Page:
How Creative Can Judges Be With Sentencing?
We're all in favor of a delicious burrito bowl. But watching the video of an Ohio woman hurling her freshly made Chipotle bowl into a restaurant employee's face is enough to put anyone off their lunch.
Earlier this month, the 39-year-old Chipotle chucker was found guilty of assault and received a unique punishment: One month in jail and two months of work in a fast-food restaurant.
The sentence seemed to strike a chord with many who have worked in food service or retail jobs and dealt with outrageous customer behavior (this writer included). It's also a good example of the leeway judges often have to choose a punishment that fits a given crime.
How Do Judges Decide on a Sentence?
State and federal courts can't create a criminal sentence out of thin air. Criminal statutes provide sentencing guidelines to serve as a baseline. These statutes will usually classify different criminal offenses and include scales of severity, along with suggested punishments.
Sometimes, the statute defining a given crime also provides a required minimum sentence. This is often the case for crimes committed against certain people, such as police officers.
In Ohio, simple assault is a first-degree misdemeanor. The state's sentencing guidelines provide that unless the criminal statute imposes a specific punishment, a judge has the discretion to determine the most appropriate sentence. This means they have room to get creative as long as they stay within a few general parameters.
State law requires judges to consider the following in sentencing:
- The impact of the offense on the victim
- The need to change the offender's behavior
- Rehabilitating the offender
- Providing restitution to the victim, the public, or both
Judges can tailor the conditions of someone's sentence or probation to the crime itself. For example, someone convicted of cyberbullying might be ordered to suspend or delete their social media accounts. As long as the judge stays away from things deemed cruel and unusual punishment under the Eighth Amendment, many conditions are fair game.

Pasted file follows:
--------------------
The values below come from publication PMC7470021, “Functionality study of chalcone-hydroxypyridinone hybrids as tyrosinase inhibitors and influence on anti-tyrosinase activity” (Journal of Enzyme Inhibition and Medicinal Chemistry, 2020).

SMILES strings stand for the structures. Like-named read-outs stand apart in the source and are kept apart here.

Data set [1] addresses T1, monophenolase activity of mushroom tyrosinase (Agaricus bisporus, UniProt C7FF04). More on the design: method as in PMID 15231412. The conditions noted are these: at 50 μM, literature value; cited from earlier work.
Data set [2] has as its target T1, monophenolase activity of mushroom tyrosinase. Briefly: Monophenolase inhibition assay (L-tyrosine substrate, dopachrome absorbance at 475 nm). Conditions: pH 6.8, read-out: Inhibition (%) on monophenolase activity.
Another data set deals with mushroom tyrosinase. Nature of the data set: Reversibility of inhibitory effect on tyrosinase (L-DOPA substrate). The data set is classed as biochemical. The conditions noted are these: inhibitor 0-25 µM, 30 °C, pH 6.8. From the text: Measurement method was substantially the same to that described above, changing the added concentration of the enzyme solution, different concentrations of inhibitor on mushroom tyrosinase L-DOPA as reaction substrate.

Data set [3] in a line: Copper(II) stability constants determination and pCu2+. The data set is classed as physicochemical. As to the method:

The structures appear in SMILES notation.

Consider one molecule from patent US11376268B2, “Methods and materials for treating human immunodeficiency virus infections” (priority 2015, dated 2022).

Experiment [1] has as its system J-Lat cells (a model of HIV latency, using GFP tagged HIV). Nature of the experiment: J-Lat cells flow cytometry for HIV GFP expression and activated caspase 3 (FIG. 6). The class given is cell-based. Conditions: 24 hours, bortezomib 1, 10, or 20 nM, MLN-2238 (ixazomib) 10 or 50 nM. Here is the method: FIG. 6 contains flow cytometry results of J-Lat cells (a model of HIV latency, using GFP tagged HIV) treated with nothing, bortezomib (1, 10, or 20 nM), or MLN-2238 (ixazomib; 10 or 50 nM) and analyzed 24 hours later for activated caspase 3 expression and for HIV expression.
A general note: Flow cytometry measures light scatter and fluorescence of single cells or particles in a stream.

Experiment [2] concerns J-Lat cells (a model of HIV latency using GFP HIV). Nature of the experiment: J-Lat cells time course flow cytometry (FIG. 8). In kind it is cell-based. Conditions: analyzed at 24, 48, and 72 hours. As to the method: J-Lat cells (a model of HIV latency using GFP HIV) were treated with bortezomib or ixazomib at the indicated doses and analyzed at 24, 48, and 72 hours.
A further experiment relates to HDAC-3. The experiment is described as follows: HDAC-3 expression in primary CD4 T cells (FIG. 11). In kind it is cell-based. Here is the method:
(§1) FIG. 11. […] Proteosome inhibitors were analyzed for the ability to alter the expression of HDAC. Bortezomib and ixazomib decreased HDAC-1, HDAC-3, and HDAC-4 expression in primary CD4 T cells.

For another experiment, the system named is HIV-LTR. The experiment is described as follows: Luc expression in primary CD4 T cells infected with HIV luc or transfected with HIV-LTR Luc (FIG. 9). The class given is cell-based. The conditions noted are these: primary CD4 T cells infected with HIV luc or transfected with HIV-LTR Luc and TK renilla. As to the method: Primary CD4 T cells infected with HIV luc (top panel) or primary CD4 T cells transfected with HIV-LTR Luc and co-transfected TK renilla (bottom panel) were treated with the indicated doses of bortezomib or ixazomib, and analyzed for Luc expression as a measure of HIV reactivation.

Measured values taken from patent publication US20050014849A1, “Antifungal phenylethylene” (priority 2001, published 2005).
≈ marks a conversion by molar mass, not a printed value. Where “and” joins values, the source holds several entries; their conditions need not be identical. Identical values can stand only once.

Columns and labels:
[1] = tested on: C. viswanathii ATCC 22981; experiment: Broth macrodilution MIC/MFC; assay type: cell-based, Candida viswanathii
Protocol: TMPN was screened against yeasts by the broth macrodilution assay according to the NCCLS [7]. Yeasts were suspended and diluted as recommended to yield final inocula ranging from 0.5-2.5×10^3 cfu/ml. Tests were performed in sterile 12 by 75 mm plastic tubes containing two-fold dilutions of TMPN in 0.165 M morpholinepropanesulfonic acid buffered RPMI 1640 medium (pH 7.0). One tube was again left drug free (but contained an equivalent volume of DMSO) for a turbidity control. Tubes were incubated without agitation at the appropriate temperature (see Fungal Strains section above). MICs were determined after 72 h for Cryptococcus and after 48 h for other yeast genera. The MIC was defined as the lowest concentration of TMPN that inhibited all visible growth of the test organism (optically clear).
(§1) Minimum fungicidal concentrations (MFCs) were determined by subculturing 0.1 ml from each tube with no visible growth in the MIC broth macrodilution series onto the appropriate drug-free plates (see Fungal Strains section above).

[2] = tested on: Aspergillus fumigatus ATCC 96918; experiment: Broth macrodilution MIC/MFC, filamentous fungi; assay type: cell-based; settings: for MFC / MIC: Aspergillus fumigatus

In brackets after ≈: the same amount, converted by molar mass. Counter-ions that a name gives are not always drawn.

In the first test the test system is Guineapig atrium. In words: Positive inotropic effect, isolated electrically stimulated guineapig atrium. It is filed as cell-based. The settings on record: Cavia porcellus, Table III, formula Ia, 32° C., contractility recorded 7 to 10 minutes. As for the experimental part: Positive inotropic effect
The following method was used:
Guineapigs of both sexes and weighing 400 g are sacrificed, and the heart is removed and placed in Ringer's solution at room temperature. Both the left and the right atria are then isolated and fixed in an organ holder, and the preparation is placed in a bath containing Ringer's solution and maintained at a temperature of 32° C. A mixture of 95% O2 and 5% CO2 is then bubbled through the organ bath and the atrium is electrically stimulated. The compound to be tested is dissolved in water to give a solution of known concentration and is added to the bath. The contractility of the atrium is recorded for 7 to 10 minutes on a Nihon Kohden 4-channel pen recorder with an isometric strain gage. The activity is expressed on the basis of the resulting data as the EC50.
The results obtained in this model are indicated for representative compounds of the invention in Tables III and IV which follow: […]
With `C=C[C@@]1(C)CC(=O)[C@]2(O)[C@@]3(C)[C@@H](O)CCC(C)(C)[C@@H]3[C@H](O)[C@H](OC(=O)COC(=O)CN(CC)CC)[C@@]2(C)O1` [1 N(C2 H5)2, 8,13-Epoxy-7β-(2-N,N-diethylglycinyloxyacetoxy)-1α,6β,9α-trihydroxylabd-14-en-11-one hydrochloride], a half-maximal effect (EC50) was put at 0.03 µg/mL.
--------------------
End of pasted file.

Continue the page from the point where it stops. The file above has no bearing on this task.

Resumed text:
Judges can (and often do) order an alternative sentence instead of jail time. They might require community service, a fine, or some combination. They can also issue a suspended sentence, where the judge orders jail time but allows the offender to serve it on probation. This is common in cases where they don't view the offender as a threat to the community.
A sentence can also be partially suspended — in the Chipotle assault case, the full sentence was 180 days in jail, but the judge suspended half of that time. However, if the defendant does not comply with the terms of her sentence, she could end up behind bars for the full 180 days.
Criminal cases have a separate hearing for sentencing, where the defendant (or their attorney) can make their case to the judge for a certain sentence. The judge might ask questions to gauge whether the offender understands the impact their actions had on the victim or the community.
In the case of the flying Chipotle bowl, Judge Timothy Galligan seemed skeptical that the defendant felt much remorse about her antics at the restaurant.
"You didn't get your burrito bowl the way you like it, and this is how you respond?" he asked. The defendant responded that the food she'd been handed looked "disgusting."
"I'll bet you're not gonna be happy with the food you're about to get in jail," Judge Gilligan said.
In the end, Judge Gilligan gave the defendant a choice: Serve 90 days in jail, or work in fast food 20 hours a week for 60 days and endure only one month in jail.
"I'd like to walk in her shoes," she said. Let's hope she learns a thing or two.
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